To compensate for the below market cost of medical services, the government set prices for new and high-technology diagnostic tests above cost, and a 15 percent profit margin for drugs was allowed.[40] Price-setting has created a leveraging effect whereby physicians must dispense seven dollars worth of drugs to earn 1 dollar of income. As a result, doctors overprescribe drugs and profitable tests. Consequently, China’s health care expenditure growth has been one of the most rapid in world history, increasing at a rate of 16 percent per year, outpacing GDP growth by seven percent.[41] For example, 75 percent of patients suffering from a common cold are prescribed antibiotics, as are 79 percent of hospital patients overall. These figures are more than twice the international average and have contributed to massive growth in health care expenditures.[42]

Artificially depressed physician salaries create an incentive for doctors to order excessive medical tests, overprescribe expensive drugs, and accept bribes. These systemic distortions have created a health care system in which profits are prioritized over the wellbeing of the patients.[43] Several changes would help curb the cost-inflationary practice of over-prescription. Allowing the price of services, which are currently undervalued, to appreciate would compensate physicians for the loss of income they would incur from prescribing fewer drugs. Capping drug costs and removing drug sale subsidies from the supply-side would make over-prescribing less lucrative for physicians.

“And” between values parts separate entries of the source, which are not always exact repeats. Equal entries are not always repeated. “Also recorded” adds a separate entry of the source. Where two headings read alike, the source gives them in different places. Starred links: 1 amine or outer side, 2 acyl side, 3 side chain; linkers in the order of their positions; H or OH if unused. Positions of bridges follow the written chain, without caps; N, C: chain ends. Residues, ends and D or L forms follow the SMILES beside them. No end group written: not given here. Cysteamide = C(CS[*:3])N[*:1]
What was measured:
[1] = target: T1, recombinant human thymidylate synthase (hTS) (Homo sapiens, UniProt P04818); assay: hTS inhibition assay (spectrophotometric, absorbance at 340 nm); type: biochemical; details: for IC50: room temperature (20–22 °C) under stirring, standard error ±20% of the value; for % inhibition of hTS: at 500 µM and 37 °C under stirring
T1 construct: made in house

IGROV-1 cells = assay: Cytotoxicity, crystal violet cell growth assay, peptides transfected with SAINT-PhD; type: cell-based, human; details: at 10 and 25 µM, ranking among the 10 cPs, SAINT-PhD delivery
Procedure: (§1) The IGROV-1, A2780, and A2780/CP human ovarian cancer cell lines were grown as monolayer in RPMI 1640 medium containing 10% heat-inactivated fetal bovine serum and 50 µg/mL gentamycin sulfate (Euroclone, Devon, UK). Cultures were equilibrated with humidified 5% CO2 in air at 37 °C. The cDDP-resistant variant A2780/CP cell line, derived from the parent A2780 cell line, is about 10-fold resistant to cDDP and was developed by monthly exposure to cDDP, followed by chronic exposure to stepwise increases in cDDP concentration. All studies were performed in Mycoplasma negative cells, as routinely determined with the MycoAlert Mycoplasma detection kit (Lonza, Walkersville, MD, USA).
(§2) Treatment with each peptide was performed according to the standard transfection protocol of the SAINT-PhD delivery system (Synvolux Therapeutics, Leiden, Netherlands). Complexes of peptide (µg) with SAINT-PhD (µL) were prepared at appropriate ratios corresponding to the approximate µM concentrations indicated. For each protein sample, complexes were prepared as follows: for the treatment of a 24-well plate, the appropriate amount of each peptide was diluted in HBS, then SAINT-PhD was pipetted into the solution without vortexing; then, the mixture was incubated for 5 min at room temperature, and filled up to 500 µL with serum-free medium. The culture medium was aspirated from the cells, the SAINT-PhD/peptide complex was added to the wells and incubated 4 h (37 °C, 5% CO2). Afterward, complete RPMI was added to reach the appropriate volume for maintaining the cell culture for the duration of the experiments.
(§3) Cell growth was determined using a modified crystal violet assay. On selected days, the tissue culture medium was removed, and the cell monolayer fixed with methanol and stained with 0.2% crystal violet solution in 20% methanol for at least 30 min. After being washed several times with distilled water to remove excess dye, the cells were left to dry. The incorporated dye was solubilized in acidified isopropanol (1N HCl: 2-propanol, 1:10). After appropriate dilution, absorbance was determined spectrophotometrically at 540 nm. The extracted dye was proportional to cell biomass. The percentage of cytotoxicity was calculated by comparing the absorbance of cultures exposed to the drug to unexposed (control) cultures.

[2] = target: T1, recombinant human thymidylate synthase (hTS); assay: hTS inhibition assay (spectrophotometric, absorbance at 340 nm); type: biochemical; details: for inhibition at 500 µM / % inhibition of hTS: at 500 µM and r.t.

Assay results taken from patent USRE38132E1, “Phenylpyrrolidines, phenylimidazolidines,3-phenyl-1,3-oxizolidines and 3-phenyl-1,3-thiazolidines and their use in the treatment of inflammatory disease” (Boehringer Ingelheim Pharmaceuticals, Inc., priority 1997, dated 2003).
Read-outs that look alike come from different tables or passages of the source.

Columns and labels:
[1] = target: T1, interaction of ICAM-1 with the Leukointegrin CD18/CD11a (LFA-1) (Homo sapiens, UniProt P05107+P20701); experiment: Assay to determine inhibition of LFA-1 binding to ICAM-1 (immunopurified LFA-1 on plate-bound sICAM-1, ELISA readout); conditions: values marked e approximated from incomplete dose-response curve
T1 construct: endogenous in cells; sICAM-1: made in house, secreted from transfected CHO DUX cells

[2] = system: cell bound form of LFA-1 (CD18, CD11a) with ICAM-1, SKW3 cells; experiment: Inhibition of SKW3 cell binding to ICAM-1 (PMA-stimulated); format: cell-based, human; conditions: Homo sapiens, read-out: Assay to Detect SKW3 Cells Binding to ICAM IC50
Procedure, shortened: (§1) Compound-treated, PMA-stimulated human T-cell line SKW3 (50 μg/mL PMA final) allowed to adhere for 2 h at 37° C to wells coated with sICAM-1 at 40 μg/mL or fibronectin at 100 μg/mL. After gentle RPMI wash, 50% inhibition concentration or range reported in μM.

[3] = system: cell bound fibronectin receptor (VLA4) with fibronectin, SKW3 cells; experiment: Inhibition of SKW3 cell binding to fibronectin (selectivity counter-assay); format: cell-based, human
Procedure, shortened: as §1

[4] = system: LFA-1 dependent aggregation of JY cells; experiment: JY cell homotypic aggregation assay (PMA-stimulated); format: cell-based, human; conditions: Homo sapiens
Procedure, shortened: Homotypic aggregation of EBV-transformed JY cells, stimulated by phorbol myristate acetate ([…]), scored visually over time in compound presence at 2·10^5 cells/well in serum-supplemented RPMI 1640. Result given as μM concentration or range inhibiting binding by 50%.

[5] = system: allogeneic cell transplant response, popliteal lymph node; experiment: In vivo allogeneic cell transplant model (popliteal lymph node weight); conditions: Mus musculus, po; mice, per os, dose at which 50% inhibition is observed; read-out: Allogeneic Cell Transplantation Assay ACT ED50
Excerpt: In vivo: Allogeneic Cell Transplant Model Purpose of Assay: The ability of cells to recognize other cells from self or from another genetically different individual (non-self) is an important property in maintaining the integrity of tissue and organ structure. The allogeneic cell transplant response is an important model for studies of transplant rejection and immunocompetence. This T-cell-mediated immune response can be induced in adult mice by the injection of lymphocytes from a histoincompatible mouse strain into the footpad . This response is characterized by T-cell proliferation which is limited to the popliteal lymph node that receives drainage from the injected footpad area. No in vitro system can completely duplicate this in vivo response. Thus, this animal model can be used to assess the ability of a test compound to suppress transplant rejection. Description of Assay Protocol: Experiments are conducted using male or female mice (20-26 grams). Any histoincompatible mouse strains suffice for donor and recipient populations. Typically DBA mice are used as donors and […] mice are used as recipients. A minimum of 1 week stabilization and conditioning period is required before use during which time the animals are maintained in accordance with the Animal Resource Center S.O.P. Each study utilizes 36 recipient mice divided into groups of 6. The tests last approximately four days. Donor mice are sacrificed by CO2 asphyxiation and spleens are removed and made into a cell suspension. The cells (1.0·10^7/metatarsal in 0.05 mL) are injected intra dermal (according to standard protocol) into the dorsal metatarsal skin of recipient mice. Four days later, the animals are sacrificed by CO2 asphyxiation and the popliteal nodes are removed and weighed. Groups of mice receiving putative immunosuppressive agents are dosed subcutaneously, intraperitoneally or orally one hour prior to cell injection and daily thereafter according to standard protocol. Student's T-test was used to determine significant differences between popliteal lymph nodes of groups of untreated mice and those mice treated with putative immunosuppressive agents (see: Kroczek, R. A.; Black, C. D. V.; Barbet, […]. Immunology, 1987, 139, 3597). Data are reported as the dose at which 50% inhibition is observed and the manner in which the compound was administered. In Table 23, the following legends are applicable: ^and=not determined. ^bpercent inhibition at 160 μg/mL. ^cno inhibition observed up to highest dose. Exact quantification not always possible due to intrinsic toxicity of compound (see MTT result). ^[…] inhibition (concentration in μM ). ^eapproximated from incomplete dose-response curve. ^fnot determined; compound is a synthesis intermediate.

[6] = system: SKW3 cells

In addition to over-prescription of drugs, over-treatment also contributes to inflationary medical costs. Under the fee-for-service system, physicians are reimbursed for each treatment they provide, creating an incentive to deliver more care than is necessary.[44] The intention of the policy is to improve quality of care and physician accountability for patient health by creating an incentive for physicians to do everything in their power to cure their patients, assuming that ordering additional procedures helps achieve that outcome. The policy deters patient neglect but also encourages over-treatment, which escalates costs unnecessarily. Since the policy rewards physicians for treating more patients, the three-tier referral system breaks down, leading to overcrowding in large public hospitals due to large inflows of patients and underutilization of lower level facilities.[45] This excess demand for large hospital services removes incentives for hospitals to improve the quality of care and allows them to extort value from patients.[46]

An alternative payment method could be adopted to correct the distorted incentives associated with the fee-for-service system. Methods of aggregated payment, whereby physicians are compensated with case-based payment per visit or admission for example, provide better incentives to reduce costs. The case-based payment system prevents providers’ incomes from increasing with the provision of more services. In 2011, the national government issued a policy document that advocated local policy experimentation with case-based payment methods, which focus on medical conditions that have defined clinical pathways and health outcomes.[47] Chinese policy makers could also introduce payment methods with prospectively set rates in order to improve incentives to reduce costs. Under the fee-for-service system, physicians are retrospectively reimbursed for each service they order, which rewards the physician for ordering as many tests as possible. Prospectively set rates provide a reference point for how much a doctor should spend on medical tests, which shifts the burden of financial risk from the customers, including the government, insurance, and individuals, to the providers, the physicians and hospitals.